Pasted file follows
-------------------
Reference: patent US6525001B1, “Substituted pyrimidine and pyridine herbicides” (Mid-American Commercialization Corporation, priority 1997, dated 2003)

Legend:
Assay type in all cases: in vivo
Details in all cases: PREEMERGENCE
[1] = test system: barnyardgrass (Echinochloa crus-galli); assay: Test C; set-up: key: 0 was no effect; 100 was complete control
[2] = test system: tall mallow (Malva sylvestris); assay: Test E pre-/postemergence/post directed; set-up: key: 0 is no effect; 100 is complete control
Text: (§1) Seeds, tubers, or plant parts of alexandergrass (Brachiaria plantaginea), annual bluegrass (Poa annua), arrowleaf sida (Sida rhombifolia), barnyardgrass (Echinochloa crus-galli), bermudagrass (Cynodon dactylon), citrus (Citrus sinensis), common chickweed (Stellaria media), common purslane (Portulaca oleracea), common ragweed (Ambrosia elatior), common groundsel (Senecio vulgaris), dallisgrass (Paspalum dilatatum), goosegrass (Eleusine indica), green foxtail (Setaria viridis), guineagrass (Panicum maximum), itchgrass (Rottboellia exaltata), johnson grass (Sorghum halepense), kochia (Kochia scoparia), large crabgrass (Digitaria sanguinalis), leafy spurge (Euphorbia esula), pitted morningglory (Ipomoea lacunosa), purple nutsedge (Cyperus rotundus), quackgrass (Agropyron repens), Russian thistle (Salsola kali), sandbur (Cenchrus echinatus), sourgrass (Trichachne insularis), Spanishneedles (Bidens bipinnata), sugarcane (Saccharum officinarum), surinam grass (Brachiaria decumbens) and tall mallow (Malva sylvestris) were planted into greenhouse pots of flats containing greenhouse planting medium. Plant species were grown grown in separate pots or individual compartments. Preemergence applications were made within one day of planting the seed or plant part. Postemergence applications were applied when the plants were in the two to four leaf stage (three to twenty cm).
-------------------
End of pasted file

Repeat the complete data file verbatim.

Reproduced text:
Reference: patent US6525001B1, “Substituted pyrimidine and pyridine herbicides” (Mid-American Commercialization Corporation, priority 1997, dated 2003)

Legend:
Assay type in all cases: in vivo
Details in all cases: PREEMERGENCE
[1] = test system: barnyardgrass (Echinochloa crus-galli); assay: Test C; set-up: key: 0 was no effect; 100 was complete control
[2] = test system: tall mallow (Malva sylvestris); assay: Test E pre-/postemergence/post directed; set-up: key: 0 is no effect; 100 is complete control
Text: (§1) Seeds, tubers, or plant parts of alexandergrass (Brachiaria plantaginea), annual bluegrass (Poa annua), arrowleaf sida (Sida rhombifolia), barnyardgrass (Echinochloa crus-galli), bermudagrass (Cynodon dactylon), citrus (Citrus sinensis), common chickweed (Stellaria media), common purslane (Portulaca oleracea), common ragweed (Ambrosia elatior), common groundsel (Senecio vulgaris), dallisgrass (Paspalum dilatatum), goosegrass (Eleusine indica), green foxtail (Setaria viridis), guineagrass (Panicum maximum), itchgrass (Rottboellia exaltata), johnson grass (Sorghum halepense), kochia (Kochia scoparia), large crabgrass (Digitaria sanguinalis), leafy spurge (Euphorbia esula), pitted morningglory (Ipomoea lacunosa), purple nutsedge (Cyperus rotundus), quackgrass (Agropyron repens), Russian thistle (Salsola kali), sandbur (Cenchrus echinatus), sourgrass (Trichachne insularis), Spanishneedles (Bidens bipinnata), sugarcane (Saccharum officinarum), surinam grass (Brachiaria decumbens) and tall mallow (Malva sylvestris) were planted into greenhouse pots of flats containing greenhouse planting medium. Plant species were grown grown in separate pots or individual compartments. Preemergence applications were made within one day of planting the seed or plant part. Postemergence applications were applied when the plants were in the two to four leaf stage (three to twenty cm).